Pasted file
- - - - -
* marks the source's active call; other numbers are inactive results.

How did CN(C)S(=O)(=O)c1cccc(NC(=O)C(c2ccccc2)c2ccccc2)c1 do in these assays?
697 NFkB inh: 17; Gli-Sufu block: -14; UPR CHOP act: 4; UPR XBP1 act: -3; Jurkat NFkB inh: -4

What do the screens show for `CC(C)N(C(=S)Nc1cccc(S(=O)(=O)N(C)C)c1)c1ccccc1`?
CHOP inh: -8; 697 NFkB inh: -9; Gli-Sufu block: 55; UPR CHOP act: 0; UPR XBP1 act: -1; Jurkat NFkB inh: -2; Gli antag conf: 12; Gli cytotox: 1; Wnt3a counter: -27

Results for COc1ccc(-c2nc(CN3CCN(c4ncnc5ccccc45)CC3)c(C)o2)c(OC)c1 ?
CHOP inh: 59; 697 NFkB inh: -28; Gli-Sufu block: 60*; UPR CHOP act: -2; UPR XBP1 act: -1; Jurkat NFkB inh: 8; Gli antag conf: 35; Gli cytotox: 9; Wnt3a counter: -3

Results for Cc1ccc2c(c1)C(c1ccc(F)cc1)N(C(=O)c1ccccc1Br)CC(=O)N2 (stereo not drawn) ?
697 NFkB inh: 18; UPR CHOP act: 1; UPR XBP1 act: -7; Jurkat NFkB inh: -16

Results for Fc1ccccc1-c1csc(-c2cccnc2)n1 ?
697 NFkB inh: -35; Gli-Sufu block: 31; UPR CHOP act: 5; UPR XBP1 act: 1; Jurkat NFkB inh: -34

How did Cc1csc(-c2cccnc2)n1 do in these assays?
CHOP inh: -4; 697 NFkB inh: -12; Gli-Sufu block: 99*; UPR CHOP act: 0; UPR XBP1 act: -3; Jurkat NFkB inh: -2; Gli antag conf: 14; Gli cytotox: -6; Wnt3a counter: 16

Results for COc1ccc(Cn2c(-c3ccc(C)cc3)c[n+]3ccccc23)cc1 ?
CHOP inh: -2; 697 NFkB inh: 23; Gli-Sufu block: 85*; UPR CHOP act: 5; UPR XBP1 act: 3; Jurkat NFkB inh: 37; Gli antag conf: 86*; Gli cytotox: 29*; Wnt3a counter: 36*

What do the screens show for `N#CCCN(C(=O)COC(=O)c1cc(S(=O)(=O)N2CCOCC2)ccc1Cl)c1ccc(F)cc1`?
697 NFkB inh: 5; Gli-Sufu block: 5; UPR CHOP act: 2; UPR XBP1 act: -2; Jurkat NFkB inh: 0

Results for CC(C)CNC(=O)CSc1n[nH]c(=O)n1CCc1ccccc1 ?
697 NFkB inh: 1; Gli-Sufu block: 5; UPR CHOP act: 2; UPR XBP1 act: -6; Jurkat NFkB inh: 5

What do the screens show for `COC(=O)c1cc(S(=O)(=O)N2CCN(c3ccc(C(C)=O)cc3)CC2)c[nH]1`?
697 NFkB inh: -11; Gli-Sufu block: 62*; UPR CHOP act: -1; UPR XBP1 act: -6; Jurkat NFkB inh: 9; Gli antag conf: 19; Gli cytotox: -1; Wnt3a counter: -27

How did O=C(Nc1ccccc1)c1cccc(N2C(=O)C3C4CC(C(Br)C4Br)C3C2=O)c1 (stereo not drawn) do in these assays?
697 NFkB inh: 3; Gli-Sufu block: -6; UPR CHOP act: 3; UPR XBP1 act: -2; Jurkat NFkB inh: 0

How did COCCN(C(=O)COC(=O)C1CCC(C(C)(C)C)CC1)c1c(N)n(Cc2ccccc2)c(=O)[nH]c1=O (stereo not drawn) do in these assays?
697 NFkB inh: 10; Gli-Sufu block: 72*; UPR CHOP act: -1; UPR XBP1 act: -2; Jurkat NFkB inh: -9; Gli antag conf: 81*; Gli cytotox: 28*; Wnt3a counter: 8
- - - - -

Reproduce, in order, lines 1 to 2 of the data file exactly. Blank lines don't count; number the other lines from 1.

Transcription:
* marks the source's active call; other numbers are inactive results.

How did CN(C)S(=O)(=O)c1cccc(NC(=O)C(c2ccccc2)c2ccccc2)c1 do in these assays?